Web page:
Best listening experience is on Chrome, Firefox or Safari. Subscribe to Federal Drive’s daily audio interviews on Apple Podcasts or PodcastOne.
Both the House and Senate are in session this week and one can imagine that they’ll be dealing with a lot of topical issues like D.C. statehood and police reform. But amendments and political concerns are likely to hold up budgetary talks for next year. Bloomberg Government Editorial Director Loren Duggan joined Federal Drive with Tom Temin for...
Both the House and Senate are in session this week and one can imagine that they’ll be dealing with a lot of topical issues like D.C. statehood and police reform. But amendments and political concerns are likely to hold up budgetary talks for next year. Bloomberg Government Editorial Director Loren Duggan joined Federal Drive with Tom Temin for the latest.
Insight by Illumio: As civilian and defense agencies work through the nuances of incorporating zero trust strategies, the question becomes: How can this process be sped up? During this exclusive webinar, moderator Justin Doubleday will discuss with agency and industry leaders.
Tom Temin: And there are so many issues that seem to be piling on driven by societal occurrences. So what what can we expect this week? Let’s talk about some of those current issues, first.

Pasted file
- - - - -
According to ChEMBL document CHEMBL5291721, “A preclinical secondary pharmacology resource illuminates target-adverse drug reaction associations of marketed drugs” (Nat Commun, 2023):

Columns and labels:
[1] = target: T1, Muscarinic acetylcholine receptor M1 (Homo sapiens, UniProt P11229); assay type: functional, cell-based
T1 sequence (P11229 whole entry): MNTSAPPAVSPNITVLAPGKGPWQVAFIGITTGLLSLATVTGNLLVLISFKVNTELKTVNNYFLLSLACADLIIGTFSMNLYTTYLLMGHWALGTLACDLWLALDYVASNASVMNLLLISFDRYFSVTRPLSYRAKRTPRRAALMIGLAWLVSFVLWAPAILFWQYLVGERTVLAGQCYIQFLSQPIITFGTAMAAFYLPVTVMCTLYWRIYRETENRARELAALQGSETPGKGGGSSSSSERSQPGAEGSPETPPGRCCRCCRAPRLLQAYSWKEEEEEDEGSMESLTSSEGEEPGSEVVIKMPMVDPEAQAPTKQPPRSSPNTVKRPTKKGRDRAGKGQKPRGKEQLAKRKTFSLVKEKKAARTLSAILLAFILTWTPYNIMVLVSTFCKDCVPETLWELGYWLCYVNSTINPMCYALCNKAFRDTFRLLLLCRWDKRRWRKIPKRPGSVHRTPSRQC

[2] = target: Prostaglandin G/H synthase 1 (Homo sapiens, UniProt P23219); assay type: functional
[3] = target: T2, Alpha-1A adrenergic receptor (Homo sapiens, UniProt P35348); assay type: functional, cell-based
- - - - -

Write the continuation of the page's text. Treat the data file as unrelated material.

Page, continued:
Loren Duggan: Well, the big issue that will dominate time in both chambers is policing. And we’ve seen Democrats in both chambers introduce a bill and Republicans in both chambers introduced a bill. They take somewhat different paths and touch on a lot of the same issues. But we’re likely to see a bit of divergence this week, even if down the road. We see a coming together on some sort of compromise bill. So the House is going to act Thursday on its plan that went through the judiciary committee last week. And you know, some highlights of this are taking steps to prevent the use of chokeholds, ban so-called no-knock warrants by federal agents and try to get states and localities to stop using that, and ending or overturning qualified immunity, which is the Supreme Court doctrine that prevents police officers from being sued in the line of duty for the most part. That’s on the House side. The Senate takes different approaches: They will allow chokeholds in some cases, they want more reporting on no-knock warrants rather than an outright ban, and they don’t touch on the qualified immunity. So there are some big gaps between the two bills. So one of the big questions we’ll be watching is does the Senate even get to the point where they can take up this bill because in the Senate, you need 60 votes even to get on legislation if there’s a concerted minority effort to block it, and we’ll be watching to see if Democrats allow that vote to move forward to get the bill on the floor and begin debating that piece of legislation. So big action this week on this issue. Nancy Pelosi last week said she envisions going to a conference with the Senate to work out differences. So there’s definitely momentum here to have a debate, try and produce legislation. We’ll have to see if kind of there are lines in the sands or differences that are too big to gap, or gaps are too big to bridge here.